Understanding social workers' intention to provide palliative care in Saudi Arabia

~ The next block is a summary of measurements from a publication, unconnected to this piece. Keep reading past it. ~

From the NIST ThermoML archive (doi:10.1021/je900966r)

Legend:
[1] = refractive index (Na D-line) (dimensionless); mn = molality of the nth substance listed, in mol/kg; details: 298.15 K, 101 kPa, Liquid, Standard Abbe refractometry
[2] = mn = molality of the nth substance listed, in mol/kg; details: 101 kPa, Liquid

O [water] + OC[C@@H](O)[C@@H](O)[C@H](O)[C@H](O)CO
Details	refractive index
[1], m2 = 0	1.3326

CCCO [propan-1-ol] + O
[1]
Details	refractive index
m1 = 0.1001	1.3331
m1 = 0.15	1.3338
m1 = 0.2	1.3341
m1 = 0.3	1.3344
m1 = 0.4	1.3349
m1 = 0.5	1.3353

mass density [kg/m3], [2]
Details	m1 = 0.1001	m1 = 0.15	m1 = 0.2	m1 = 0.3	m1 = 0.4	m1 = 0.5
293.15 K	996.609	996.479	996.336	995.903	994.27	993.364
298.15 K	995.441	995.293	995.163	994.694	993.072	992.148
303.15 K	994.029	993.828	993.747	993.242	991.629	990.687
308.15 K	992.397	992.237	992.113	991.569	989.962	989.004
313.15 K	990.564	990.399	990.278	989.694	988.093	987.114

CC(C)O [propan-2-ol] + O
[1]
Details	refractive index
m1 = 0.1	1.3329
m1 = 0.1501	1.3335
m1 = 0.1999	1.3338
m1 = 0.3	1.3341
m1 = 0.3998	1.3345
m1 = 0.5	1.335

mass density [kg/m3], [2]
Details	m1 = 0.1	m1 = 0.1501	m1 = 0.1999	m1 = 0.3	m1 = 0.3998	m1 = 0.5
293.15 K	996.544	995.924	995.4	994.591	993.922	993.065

[ACCESS RESTRICTED TO THE UNIVERSITY OF MISSOURI AT REQUEST OF AUTHOR.] This study is about understanding social worker (SW)s' intention to provide palliative care (PC) in Saudi Arabia. The aim of this nonexperimental, quantitative, explanatory, correlation study was to explain SWs intention to provide PC in Saudi Arabia. The study utilized the Theory of Planned Behavior as a framework to address the association between SWs intention to provide PC and their attitude, subjective norms, and perceived control (PBC) to provide PC in Saudi Arabia. A sample of 144 medical SWs in Saudi Arabia completed a web-based survey. The results showed that more than half of the participants had high intention to provide PC. SWs intention to provide PC in Saudi Arabia was positively associated with subjective norms (i.e. social pressure or support) and positively associated with their PBC over providing PC. This study found that SWs general attitude toward PC is indirectly associated with their intention to provide PC. The study did not find gender differences in the association between the three main predictors and SWs intention to provide PC. More than half of the participants learned about PC through informal sources. Study findings can inform educator and scholars when forming educational and training programs to take into consideration social and control aspects of social work practice in PC. Further research in social work education and practice in Saudi Arabia is needed to widen the scope of the contribution of social work in PC.
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